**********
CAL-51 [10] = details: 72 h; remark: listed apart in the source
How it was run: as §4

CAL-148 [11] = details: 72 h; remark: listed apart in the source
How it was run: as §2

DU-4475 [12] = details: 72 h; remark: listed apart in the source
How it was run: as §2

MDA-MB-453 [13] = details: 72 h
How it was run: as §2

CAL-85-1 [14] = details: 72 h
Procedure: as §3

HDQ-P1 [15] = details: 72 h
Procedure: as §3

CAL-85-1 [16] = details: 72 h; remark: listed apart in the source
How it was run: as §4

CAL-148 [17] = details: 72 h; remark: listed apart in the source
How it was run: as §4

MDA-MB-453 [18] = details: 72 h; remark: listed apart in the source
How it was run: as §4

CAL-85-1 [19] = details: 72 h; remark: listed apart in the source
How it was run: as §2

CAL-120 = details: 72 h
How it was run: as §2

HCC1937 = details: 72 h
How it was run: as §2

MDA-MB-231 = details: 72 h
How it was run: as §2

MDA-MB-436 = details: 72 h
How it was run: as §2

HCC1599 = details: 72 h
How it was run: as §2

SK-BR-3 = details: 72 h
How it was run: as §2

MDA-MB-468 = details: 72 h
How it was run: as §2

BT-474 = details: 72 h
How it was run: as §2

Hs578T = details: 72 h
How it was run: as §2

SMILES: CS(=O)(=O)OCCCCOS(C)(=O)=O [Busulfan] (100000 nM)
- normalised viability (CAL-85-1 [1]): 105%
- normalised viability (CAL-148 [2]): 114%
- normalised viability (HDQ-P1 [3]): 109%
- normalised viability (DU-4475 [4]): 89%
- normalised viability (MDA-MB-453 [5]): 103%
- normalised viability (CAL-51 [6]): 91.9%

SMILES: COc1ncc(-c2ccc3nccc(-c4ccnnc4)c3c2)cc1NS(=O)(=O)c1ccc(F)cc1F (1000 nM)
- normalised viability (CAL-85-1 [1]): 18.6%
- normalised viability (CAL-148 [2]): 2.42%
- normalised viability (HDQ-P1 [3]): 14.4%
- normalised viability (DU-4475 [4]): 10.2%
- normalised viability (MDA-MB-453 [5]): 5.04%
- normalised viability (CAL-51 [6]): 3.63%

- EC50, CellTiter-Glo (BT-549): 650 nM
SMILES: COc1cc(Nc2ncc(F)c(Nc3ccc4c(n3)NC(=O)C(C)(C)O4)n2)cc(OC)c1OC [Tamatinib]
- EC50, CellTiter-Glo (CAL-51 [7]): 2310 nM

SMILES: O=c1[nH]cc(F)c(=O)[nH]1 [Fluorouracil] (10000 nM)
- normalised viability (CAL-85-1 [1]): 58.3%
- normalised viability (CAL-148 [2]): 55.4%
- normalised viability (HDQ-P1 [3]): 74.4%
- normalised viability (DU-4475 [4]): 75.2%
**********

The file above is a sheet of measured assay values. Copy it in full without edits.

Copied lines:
CAL-51 [10] = details: 72 h; remark: listed apart in the source
How it was run: as §4

CAL-148 [11] = details: 72 h; remark: listed apart in the source
How it was run: as §2

DU-4475 [12] = details: 72 h; remark: listed apart in the source
How it was run: as §2

MDA-MB-453 [13] = details: 72 h
How it was run: as §2

CAL-85-1 [14] = details: 72 h
Procedure: as §3

HDQ-P1 [15] = details: 72 h
Procedure: as §3

CAL-85-1 [16] = details: 72 h; remark: listed apart in the source
How it was run: as §4

CAL-148 [17] = details: 72 h; remark: listed apart in the source
How it was run: as §4

MDA-MB-453 [18] = details: 72 h; remark: listed apart in the source
How it was run: as §4

CAL-85-1 [19] = details: 72 h; remark: listed apart in the source
How it was run: as §2

CAL-120 = details: 72 h
How it was run: as §2

HCC1937 = details: 72 h
How it was run: as §2

MDA-MB-231 = details: 72 h
How it was run: as §2

MDA-MB-436 = details: 72 h
How it was run: as §2

HCC1599 = details: 72 h
How it was run: as §2

SK-BR-3 = details: 72 h
How it was run: as §2

MDA-MB-468 = details: 72 h
How it was run: as §2

BT-474 = details: 72 h
How it was run: as §2

Hs578T = details: 72 h
How it was run: as §2

SMILES: CS(=O)(=O)OCCCCOS(C)(=O)=O [Busulfan] (100000 nM)
- normalised viability (CAL-85-1 [1]): 105%
- normalised viability (CAL-148 [2]): 114%
- normalised viability (HDQ-P1 [3]): 109%
- normalised viability (DU-4475 [4]): 89%
- normalised viability (MDA-MB-453 [5]): 103%
- normalised viability (CAL-51 [6]): 91.9%

SMILES: COc1ncc(-c2ccc3nccc(-c4ccnnc4)c3c2)cc1NS(=O)(=O)c1ccc(F)cc1F (1000 nM)
- normalised viability (CAL-85-1 [1]): 18.6%
- normalised viability (CAL-148 [2]): 2.42%
- normalised viability (HDQ-P1 [3]): 14.4%
- normalised viability (DU-4475 [4]): 10.2%
- normalised viability (MDA-MB-453 [5]): 5.04%
- normalised viability (CAL-51 [6]): 3.63%

- EC50, CellTiter-Glo (BT-549): 650 nM
SMILES: COc1cc(Nc2ncc(F)c(Nc3ccc4c(n3)NC(=O)C(C)(C)O4)n2)cc(OC)c1OC [Tamatinib]
- EC50, CellTiter-Glo (CAL-51 [7]): 2310 nM

SMILES: O=c1[nH]cc(F)c(=O)[nH]1 [Fluorouracil] (10000 nM)
- normalised viability (CAL-85-1 [1]): 58.3%
- normalised viability (CAL-148 [2]): 55.4%
- normalised viability (HDQ-P1 [3]): 74.4%
- normalised viability (DU-4475 [4]): 75.2%